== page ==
Putting Your Spouse First: Best Practices for a Successful Marriage
Let’s preface this topic with some quick facts – yes babies need a LOT of attention, and yes normally young children will need your attention and your focus and your energy much more than your spouse because you are teaching them how to be fully functioning human beings. And yes your time and energy will be spent on your children because they need you to survive while they are young. But once you have children the best way to keep your family close and your marriage strong is by striving to put your spouse first. This does not mean you are putting your spouse first because you are selfish or a terrible parent, you put your spouse first FOR your children, your family, and your marriage.
Why should you put your spouse first? Here are some reasons your marriage will benefit by putting each other first:
A Lasting Marriage
According to success.com, “If you want your marriage to last your lifetime, give it the attention and effort it deserves. Your kids will live with you for just two short decades. Putting your marriage on cruise control for 20 years, while you focus on your kids is like falling asleep at the wheel – deadly.” Your children are only with you for a few short years, if you want a lasting marriage then take time to appreciate and love the person who will be with you the longest. You do not get to choose your extended family – mothers, sisters, aunts, nephews, etc. You do not get to choose who your children will turn out to be, the only person you truly choose to love is your spouse. Create a lasting marriage by putting your spouse first.
Happy and Healthy Children
You are your children’s first and most effective teacher – they will base many of their ideas of love and marriage on the example that you give. Your children will feel safe, happy when they have two parents who work together as a team and act like their spouse is their favorite person. Showing a healthy marriage where two people care about each other above all else is one of the best things you can do for your children. According to huffingtonpost.com, “I view my investment in my relationship with my spouse as one that is beneficial to our family as a whole.”
Putting your spouse first, caring for their needs, loving them, and being aware of their thoughts and feelings is a fantastic way to care for a lasting romance. Your children will eventually leave, but your spouse will be with you if you take the time to create that lasting relationship.
Here are some reasons – centered on children – for why you should put your spouse first:
Putting your children first, instead of your spouse, gives your children an unrealistic view of the world in which they are the center of attention. In an article by physician Danielle Teller, titled “How American parenting is killing the American marriage,” she said, “Children who are raised to believe that they are the center of the universe have a tough time when their special status erodes as they approach adulthood. Most troubling of all, couples who live entirely child-centric lives can lose touch with one another to the point where they have nothing left to say to one another when the kids leave home.”
Children Who Blame Themselves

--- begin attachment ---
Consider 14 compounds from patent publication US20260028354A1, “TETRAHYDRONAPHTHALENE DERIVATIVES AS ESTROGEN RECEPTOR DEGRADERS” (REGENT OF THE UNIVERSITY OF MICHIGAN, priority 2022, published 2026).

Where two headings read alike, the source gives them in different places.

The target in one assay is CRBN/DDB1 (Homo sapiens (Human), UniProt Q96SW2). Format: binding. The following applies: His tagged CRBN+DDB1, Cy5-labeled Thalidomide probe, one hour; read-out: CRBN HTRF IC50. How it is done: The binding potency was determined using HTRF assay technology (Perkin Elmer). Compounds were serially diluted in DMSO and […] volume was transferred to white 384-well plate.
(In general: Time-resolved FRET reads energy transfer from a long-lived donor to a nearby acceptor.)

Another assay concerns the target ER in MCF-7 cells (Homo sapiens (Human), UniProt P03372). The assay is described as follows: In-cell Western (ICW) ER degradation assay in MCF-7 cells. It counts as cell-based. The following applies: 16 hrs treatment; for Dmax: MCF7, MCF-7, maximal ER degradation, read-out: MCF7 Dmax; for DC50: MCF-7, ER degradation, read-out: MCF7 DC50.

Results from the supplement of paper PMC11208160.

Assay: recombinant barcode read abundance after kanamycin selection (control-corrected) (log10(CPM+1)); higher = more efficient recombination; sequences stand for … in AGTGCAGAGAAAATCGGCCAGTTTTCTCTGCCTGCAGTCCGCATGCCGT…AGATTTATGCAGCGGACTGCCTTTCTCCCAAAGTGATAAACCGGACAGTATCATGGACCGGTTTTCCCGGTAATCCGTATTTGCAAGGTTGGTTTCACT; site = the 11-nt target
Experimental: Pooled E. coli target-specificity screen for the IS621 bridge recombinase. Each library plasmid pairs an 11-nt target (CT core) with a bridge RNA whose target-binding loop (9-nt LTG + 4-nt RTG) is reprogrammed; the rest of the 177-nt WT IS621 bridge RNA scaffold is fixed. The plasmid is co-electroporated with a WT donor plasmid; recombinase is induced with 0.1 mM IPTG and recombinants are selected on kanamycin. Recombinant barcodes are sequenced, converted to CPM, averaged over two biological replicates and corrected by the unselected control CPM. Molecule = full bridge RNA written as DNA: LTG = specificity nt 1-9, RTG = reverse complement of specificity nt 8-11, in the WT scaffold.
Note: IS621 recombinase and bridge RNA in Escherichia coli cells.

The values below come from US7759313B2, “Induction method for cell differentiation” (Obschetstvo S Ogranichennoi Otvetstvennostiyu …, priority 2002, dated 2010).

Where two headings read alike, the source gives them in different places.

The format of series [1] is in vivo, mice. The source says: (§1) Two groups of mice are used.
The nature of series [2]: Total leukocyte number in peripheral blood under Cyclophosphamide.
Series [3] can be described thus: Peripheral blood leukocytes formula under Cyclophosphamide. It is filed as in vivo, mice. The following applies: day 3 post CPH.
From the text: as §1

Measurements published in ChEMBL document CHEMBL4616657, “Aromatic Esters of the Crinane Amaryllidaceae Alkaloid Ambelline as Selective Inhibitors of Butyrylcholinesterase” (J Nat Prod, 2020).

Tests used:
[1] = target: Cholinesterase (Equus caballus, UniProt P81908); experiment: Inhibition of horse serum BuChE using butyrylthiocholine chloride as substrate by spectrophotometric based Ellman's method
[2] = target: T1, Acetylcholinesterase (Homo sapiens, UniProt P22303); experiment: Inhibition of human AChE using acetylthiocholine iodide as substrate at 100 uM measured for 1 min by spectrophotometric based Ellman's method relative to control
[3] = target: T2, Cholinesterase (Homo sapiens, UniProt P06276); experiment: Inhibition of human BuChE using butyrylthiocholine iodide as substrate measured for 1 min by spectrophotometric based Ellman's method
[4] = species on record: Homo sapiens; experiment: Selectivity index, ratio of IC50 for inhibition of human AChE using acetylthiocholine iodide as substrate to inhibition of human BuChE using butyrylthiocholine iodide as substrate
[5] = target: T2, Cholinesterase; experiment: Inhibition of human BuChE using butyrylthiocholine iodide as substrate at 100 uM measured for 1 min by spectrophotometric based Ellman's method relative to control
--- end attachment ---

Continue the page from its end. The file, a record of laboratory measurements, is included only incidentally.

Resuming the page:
If you put your children first and your marriage suffers because of it, your children may start to blame themselves for your unhappiness. According to psychologytoday.com, “Unhappy and unfulfilled parents can lead their kids to conclude that marriage makes people unhappy, or if the focus of their discord centers on child-rearing differences, that they are the source of their parents’ unhappiness.”
It benefits you, your spouse, your marriage, your children, and your whole family when you put your spouse first.
One thing I’ve noticed over the years, whether it’s listening to myself or listening to others is that we all take ourselves just a little too seriously a little too often. Try this experiment the next time you’re out in a crowd. Try not to be too obvious and not to be rude, but listen in on the conversations of others. Really listen. People love telling other people how they have been slighted, what he said, what she said, how dare they, how could they, THEY THEY THEY.
Funny how it’s rarely WE. We don’t say, “I contributed to and was part of a huge traffic jam”. We say, with a huff, “I got stuck in traffic” as if we had nothing to do with it. As if there is traffic and there is us and the two are completely unrelated. What is that? Where did we first learn that? That internal putting on our dukes when we feel misunderstood, slighted, disregarded. The separation of us and the other person.
Couples come into my office and immediately go into defence/attack mode. He did this, she didn’t do that. They don’t want a therapist, they want a referee. I’m tempted at times to keep a whistle around my neck. Huge disagreements are spent over minute details of times long gone. “No, it was 3 months ago.” “No, it was 4 months ago”. “No, you said blah, blah, blah.” “No you said blah, blah, blah”. On and on.
If you want to demonstrate to your partner that you respect and care about them, try substituting “I” messages instead. When you start your statement with “I”, you are taking responsibility for the statement. It is less blaming and negative than the “you” message.
Try this formula: Your feelings + Describe the behavior + Effect on You
Here’s how it would sound.. “When I heard that you had to work this weekend, I was angry that you hadn’t asked me first if I wanted to spend time with you”.
It takes some practice at first, but with a little patience and time you will be communicating in a more positive way with your partner!